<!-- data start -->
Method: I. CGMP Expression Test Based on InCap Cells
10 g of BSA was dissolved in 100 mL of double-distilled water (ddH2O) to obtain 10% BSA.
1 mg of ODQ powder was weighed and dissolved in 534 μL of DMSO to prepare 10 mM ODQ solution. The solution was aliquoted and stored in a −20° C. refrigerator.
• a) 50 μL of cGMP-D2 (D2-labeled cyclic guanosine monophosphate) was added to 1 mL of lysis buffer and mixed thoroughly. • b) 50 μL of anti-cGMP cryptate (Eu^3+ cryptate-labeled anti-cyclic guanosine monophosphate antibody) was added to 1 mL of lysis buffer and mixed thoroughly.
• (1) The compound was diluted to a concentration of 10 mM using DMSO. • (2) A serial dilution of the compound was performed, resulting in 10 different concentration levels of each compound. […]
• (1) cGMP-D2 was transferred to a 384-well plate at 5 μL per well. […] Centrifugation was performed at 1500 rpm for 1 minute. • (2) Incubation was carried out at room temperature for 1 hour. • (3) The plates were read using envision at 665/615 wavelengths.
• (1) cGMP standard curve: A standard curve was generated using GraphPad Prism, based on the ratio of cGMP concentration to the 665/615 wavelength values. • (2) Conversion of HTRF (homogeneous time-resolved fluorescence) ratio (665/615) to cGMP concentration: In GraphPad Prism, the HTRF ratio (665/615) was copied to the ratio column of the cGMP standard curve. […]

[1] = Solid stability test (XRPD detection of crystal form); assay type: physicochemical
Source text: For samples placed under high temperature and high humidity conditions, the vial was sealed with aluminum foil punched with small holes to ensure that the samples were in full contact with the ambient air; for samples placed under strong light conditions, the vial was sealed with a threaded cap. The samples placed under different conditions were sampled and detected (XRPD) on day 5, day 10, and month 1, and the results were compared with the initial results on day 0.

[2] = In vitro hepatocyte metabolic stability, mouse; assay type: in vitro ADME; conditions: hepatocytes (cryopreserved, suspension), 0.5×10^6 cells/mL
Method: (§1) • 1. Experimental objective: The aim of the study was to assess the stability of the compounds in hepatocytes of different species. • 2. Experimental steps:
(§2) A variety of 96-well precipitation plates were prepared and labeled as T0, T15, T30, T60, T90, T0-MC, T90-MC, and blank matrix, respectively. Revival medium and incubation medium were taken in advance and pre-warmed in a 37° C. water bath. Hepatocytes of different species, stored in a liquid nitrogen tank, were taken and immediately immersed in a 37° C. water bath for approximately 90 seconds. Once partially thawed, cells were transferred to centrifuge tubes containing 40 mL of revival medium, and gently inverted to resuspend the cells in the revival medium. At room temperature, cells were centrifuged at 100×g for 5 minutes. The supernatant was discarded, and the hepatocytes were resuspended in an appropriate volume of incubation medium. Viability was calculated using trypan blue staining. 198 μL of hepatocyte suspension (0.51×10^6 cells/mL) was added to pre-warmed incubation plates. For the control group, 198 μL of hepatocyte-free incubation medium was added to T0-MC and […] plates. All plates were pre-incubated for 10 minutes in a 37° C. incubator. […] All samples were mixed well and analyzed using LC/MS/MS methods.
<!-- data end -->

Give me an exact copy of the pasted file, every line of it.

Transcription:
Method: I. CGMP Expression Test Based on InCap Cells
10 g of BSA was dissolved in 100 mL of double-distilled water (ddH2O) to obtain 10% BSA.
1 mg of ODQ powder was weighed and dissolved in 534 μL of DMSO to prepare 10 mM ODQ solution. The solution was aliquoted and stored in a −20° C. refrigerator.
• a) 50 μL of cGMP-D2 (D2-labeled cyclic guanosine monophosphate) was added to 1 mL of lysis buffer and mixed thoroughly. • b) 50 μL of anti-cGMP cryptate (Eu^3+ cryptate-labeled anti-cyclic guanosine monophosphate antibody) was added to 1 mL of lysis buffer and mixed thoroughly.
• (1) The compound was diluted to a concentration of 10 mM using DMSO. • (2) A serial dilution of the compound was performed, resulting in 10 different concentration levels of each compound. […]
• (1) cGMP-D2 was transferred to a 384-well plate at 5 μL per well. […] Centrifugation was performed at 1500 rpm for 1 minute. • (2) Incubation was carried out at room temperature for 1 hour. • (3) The plates were read using envision at 665/615 wavelengths.
• (1) cGMP standard curve: A standard curve was generated using GraphPad Prism, based on the ratio of cGMP concentration to the 665/615 wavelength values. • (2) Conversion of HTRF (homogeneous time-resolved fluorescence) ratio (665/615) to cGMP concentration: In GraphPad Prism, the HTRF ratio (665/615) was copied to the ratio column of the cGMP standard curve. […]

[1] = Solid stability test (XRPD detection of crystal form); assay type: physicochemical
Source text: For samples placed under high temperature and high humidity conditions, the vial was sealed with aluminum foil punched with small holes to ensure that the samples were in full contact with the ambient air; for samples placed under strong light conditions, the vial was sealed with a threaded cap. The samples placed under different conditions were sampled and detected (XRPD) on day 5, day 10, and month 1, and the results were compared with the initial results on day 0.

[2] = In vitro hepatocyte metabolic stability, mouse; assay type: in vitro ADME; conditions: hepatocytes (cryopreserved, suspension), 0.5×10^6 cells/mL
Method: (§1) • 1. Experimental objective: The aim of the study was to assess the stability of the compounds in hepatocytes of different species. • 2. Experimental steps:
(§2) A variety of 96-well precipitation plates were prepared and labeled as T0, T15, T30, T60, T90, T0-MC, T90-MC, and blank matrix, respectively. Revival medium and incubation medium were taken in advance and pre-warmed in a 37° C. water bath. Hepatocytes of different species, stored in a liquid nitrogen tank, were taken and immediately immersed in a 37° C. water bath for approximately 90 seconds. Once partially thawed, cells were transferred to centrifuge tubes containing 40 mL of revival medium, and gently inverted to resuspend the cells in the revival medium. At room temperature, cells were centrifuged at 100×g for 5 minutes. The supernatant was discarded, and the hepatocytes were resuspended in an appropriate volume of incubation medium. Viability was calculated using trypan blue staining. 198 μL of hepatocyte suspension (0.51×10^6 cells/mL) was added to pre-warmed incubation plates. For the control group, 198 μL of hepatocyte-free incubation medium was added to T0-MC and […] plates. All plates were pre-incubated for 10 minutes in a 37° C. incubator. […] All samples were mixed well and analyzed using LC/MS/MS methods.